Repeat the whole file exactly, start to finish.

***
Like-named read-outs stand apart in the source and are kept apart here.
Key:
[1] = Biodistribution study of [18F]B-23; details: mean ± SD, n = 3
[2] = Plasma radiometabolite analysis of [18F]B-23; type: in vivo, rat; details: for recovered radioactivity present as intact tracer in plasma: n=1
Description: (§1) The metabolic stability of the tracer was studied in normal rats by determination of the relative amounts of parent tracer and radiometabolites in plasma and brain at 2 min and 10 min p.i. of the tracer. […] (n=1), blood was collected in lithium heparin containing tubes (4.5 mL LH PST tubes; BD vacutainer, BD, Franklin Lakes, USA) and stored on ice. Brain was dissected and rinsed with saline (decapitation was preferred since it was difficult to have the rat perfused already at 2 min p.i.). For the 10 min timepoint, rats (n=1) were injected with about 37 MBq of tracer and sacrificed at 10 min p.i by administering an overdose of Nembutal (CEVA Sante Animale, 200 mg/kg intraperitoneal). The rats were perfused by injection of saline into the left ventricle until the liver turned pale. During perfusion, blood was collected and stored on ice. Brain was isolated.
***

Like-named read-outs stand apart in the source and are kept apart here.
Key:
[1] = Biodistribution study of [18F]B-23; details: mean ± SD, n = 3
[2] = Plasma radiometabolite analysis of [18F]B-23; type: in vivo, rat; details: for recovered radioactivity present as intact tracer in plasma: n=1
Description: (§1) The metabolic stability of the tracer was studied in normal rats by determination of the relative amounts of parent tracer and radiometabolites in plasma and brain at 2 min and 10 min p.i. of the tracer. […] (n=1), blood was collected in lithium heparin containing tubes (4.5 mL LH PST tubes; BD vacutainer, BD, Franklin Lakes, USA) and stored on ice. Brain was dissected and rinsed with saline (decapitation was preferred since it was difficult to have the rat perfused already at 2 min p.i.). For the 10 min timepoint, rats (n=1) were injected with about 37 MBq of tracer and sacrificed at 10 min p.i by administering an overdose of Nembutal (CEVA Sante Animale, 200 mg/kg intraperitoneal). The rats were perfused by injection of saline into the left ventricle until the liver turned pale. During perfusion, blood was collected and stored on ice. Brain was isolated.